Where to Ski at Whistler/Blackcomb
Heading to the 2010 Winter Games? Skiers of all abilities will fun on the slopes at Whistler and Blackcomb.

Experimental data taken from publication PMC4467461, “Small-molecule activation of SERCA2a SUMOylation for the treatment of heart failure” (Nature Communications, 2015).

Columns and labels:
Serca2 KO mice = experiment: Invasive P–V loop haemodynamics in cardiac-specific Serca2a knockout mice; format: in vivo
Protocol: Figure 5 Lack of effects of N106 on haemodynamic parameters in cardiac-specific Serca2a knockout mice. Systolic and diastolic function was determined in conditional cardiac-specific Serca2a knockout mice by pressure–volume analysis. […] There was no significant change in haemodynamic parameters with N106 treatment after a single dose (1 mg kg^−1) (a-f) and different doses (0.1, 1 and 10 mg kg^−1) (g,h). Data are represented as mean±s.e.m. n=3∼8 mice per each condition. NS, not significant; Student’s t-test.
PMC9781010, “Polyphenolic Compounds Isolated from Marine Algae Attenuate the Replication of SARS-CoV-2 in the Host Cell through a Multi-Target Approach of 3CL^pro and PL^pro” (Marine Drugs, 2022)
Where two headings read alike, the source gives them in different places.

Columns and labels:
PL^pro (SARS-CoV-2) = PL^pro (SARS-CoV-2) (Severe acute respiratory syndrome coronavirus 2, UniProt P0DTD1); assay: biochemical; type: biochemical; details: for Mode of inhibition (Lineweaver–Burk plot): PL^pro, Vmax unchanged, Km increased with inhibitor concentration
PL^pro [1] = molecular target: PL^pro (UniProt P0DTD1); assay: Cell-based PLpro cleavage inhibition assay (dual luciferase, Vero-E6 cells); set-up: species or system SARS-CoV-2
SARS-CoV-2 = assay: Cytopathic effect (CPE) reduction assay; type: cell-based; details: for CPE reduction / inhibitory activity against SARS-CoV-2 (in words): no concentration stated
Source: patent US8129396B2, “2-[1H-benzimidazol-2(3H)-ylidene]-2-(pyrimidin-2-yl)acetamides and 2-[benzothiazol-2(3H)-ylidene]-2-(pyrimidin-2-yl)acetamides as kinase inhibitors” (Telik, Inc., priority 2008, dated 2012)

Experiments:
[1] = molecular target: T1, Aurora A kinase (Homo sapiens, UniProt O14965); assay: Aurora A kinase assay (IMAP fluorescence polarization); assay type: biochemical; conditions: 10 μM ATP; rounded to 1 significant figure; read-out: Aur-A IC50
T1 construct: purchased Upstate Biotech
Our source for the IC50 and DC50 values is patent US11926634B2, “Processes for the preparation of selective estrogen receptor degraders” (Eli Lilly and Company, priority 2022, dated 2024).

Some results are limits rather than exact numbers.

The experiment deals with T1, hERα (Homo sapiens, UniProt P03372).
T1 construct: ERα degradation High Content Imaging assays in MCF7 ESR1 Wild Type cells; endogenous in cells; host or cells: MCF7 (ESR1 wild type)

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Whistler and Blackcomb each has its own character. The two side-by-side mountains meet only at their very base. Both mountains have three points of access. On Blackcomb, you can start at Blackcomb Base’s Wizard Chair, or you can jump on Excalibur Gondola either in Whistler Village or at Base II. To get up Whistler Mountain, start either at the Creekside Gondola or in the center of town, where you can catch the Whistler Village Gondola or the Fitzsimmons Chair. No matter which peak you choose to ski first, warm up on the midmountain, then keep moving upward. On Blackcomb, intermediates love scenic midmountain cruisers like Ridge Runner. Advanced skiers dig midmountain’s bumpy trees (try Outer Limits or Arthur’s Choice) and the gnarly terrain of The Bite. Experts have their hands full in Blackcomb’s Alpine with Couloir Extreme, Secret Chute, Pakalolo and the four big, steep bowls accessed over Spanky’s Ladder. Blackcomb’s world-renowned 25-acre Nintendo Terrain Park is a scene worth checking out, even if you don’t try it. Kids love exploring Arthur’s Castle.On Whistler, try peak-to-valley corduroy on Franz’s in the morning. The zone between the Roundhouse and Olympic Station has oodles of offerings for beginners and intermediates who like to cruise. Whistler’s six high alpine bowls have inexhaustible offerings for experienced skiers. West Bowl is always a good bet for powder. Symphony Bowl is readily manageable by confident intermediates.On both mountains, if you think the conditions are crummy where you’re skiing, try somewhere else altogether-you may find the conditions are brilliant. One word of warning: Never go over anything off-piste at Whistler or Blackcomb blind. It might look like a tiny roll, but it could easily be a cliff or a hole.